A manipulative teenager cons his way into spending the night with his swimming coach. A seemingly evil intent is conveyed, especially by the music, but it never really leads to anything of significance in the plot. Billed as a 'Hitchcockian' drama, this film delivers suspense at first, but it is ultimately a big letdown when nothing happens. What does occur at the second plot point certainly never reaches anywhere near what the suspense has hinted the audience should expect. After the situation is radically altered, the teacher begins having second thoughts about his relationship with the student. Was what could have happened exactly what the apparently now-questioning teacher actually desired? Certainly more was expected than delivered in this offbeat Gay suspense film, and the only factors saving the movie are the solid performances and decent production values.

Blinding
Rating: Poor
Genre: Experimental Documentary
Canada

Unusual graphics using an almost rotoscopic cinematography technique are utilized to present three intermixed interviews with a blind writer, an Air Force pilot, and a Lesbian cop. While it is clear that a lot of thought and effort went into producing this colorful visual spectacle, it simply does not work with the subject matter. The film lacks a clear vision of intent and just fails to come together and engage the audience in whatever point the filmmaker was trying to get across. There is never a hook to convey why these characters are related to each other in this film, nor why it would be of substantive interest to the viewer.

Do You See Colors When You Close Your Eyes?
Rating: Very Good
Genre: Road Trip Romance
USA

After the death of one member of a Gay interracial couple, the surviving partner gets together with his deceased lover's Gay twin brother and they decided to embark on a road trip together which the couple had previously planned out to visit together before his death. As they travel to each of these beautiful places (filmed entirely in Washington state), they spread portions of his ashes at each of these locations. At first it seems that they are using each other to fill the emotional gap in each other's lives left by their beloved departed family member, but it evolves to a deeper purpose as they come to know each other. Poignant as well as strained, and told through flashbacks in time, it is nonetheless a well-made film with believable performances and solid productions values (which seems to be a rarity for independent films made in this area, especially Gay films). It is really great to see a locally produced Gay film of high quality.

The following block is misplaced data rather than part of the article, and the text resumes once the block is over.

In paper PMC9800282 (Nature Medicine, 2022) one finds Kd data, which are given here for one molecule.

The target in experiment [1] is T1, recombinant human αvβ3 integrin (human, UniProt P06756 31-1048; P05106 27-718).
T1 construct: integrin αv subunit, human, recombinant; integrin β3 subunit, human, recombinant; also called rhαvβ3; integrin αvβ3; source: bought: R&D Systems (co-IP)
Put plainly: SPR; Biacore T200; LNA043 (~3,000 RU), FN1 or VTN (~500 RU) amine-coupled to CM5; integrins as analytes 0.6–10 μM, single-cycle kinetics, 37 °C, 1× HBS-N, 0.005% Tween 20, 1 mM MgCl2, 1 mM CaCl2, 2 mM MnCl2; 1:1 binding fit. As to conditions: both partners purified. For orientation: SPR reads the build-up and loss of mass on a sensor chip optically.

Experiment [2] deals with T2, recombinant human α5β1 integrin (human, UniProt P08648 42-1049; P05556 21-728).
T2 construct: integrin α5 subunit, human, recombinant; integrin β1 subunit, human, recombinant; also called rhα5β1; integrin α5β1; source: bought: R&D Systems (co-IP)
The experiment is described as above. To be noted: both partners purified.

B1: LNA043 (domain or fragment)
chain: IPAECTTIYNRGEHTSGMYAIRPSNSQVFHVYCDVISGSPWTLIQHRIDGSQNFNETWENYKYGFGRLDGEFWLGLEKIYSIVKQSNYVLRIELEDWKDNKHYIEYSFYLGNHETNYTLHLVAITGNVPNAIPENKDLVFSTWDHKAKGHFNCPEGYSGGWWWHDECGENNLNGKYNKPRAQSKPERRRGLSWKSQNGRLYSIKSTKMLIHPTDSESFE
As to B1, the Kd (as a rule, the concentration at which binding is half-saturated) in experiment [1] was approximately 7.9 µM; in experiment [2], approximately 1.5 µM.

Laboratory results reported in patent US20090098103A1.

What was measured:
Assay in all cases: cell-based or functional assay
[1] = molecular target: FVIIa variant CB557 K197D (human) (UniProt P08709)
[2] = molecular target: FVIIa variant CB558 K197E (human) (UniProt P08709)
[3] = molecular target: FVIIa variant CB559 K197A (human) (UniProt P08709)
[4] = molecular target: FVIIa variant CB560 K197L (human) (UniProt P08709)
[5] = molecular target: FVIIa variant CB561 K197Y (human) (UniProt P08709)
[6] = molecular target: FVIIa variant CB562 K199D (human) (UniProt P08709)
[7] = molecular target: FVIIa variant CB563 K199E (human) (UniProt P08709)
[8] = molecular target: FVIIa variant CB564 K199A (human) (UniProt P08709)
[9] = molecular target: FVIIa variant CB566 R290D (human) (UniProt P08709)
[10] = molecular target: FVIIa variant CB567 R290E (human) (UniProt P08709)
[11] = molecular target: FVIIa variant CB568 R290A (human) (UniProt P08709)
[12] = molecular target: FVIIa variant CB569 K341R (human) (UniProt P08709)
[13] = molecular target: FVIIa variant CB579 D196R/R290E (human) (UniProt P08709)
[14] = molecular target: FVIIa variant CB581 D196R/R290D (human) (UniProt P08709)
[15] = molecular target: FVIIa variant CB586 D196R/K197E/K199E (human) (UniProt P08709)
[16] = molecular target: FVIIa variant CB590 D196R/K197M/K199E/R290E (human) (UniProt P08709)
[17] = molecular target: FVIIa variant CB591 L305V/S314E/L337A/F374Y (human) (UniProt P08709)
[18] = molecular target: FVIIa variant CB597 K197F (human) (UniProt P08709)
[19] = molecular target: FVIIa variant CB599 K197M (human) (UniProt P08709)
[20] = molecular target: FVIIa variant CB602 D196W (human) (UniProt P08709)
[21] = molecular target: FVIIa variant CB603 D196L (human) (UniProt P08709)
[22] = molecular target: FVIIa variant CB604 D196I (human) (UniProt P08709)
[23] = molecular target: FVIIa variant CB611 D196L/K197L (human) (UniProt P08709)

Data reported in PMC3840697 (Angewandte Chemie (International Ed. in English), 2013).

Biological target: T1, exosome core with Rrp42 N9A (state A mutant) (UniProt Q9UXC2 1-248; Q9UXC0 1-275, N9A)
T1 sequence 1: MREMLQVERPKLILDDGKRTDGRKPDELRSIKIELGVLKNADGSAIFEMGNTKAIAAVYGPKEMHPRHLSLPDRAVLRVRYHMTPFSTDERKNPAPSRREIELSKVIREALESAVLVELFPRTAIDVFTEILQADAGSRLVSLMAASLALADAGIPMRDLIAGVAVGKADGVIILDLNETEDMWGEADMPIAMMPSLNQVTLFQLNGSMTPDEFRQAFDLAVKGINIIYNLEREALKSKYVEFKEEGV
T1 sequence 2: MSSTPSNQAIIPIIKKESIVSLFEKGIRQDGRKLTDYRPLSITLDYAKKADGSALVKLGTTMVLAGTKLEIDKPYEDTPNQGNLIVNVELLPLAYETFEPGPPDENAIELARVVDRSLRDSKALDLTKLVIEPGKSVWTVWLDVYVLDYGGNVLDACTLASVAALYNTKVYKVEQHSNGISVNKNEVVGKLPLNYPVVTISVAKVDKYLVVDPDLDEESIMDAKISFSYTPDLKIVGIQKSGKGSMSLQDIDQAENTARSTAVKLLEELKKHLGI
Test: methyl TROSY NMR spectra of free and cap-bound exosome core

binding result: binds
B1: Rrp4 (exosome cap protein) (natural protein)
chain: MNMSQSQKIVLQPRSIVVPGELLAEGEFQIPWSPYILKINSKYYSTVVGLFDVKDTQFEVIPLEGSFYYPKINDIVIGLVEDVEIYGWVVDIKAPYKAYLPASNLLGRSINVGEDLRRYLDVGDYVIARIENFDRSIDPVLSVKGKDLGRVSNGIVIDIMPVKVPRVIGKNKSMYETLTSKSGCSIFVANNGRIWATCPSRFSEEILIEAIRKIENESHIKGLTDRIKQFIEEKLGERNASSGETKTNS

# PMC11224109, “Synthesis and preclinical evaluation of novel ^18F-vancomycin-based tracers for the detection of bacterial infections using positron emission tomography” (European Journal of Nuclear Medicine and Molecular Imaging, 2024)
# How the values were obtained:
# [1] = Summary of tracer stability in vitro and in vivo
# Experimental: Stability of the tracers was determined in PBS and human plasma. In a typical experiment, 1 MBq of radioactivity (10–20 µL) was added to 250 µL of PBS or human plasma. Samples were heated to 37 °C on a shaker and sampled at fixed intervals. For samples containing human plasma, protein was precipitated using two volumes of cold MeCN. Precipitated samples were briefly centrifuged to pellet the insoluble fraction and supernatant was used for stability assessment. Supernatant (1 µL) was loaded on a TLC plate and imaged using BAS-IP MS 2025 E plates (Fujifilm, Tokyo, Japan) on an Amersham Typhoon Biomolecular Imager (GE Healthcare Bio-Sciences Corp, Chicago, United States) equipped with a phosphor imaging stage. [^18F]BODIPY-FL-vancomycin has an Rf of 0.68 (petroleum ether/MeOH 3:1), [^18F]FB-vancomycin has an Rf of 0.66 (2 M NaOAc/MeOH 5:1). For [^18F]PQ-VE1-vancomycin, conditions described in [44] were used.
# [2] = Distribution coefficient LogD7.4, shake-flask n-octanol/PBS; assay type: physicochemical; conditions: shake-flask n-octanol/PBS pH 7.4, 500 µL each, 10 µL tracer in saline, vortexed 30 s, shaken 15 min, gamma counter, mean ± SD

Romeos
Rating: EXCEPTIONALLY OUTSTANDING
Genre: Coming of Age-Romance/Trans and Gender Identity
Germany (Subtitled)
Friday, June 10, 4 p.m., Pacific Place

By far the best film of LGBT interest screened so far at this year's SIFF, this is a cutting-edge portrayal of contemporary issues facing individuals who are Trans, as well as a multi-gender romantic drama. Miri/Lukas (played by Rick Okon) is a young adult who is transitioning from female to male, although at the very beginning this is not quite clear to the audience. In Germany, everyone must enter either the military or national civilian service at a certain age, so Lukas is moving into a residence hall for national service. An error has been made by the staff in placing him in the female dorm when he is clearly male (or is he still a she?), and the staff refuses initially to redress this problem.

The plot thickens as one of the other women living there is Miri's former Lesbian best friend (or maybe former lover?) and the only one who knows the truth. Lukas clearly does not want to come out as Trans, yet seeks to gain acceptance among the males, especially an attractive closeted Gay male who seems to have taken a liking to him. So Lukas goes to extreme lengths to keep his female gender hidden deep in the closet while he continues toward transition, and we the audience watch in anticipation of the other shoe dropping and everything to come flying outward. This is an extremely complex and provocative masterpiece of LGBT cinema that realistically examines Transism (anti-Trans sentiment) in the Gay and Lesbian community while craftily exposing the myriad issues faced on a daily basis by those who live out similar experiences.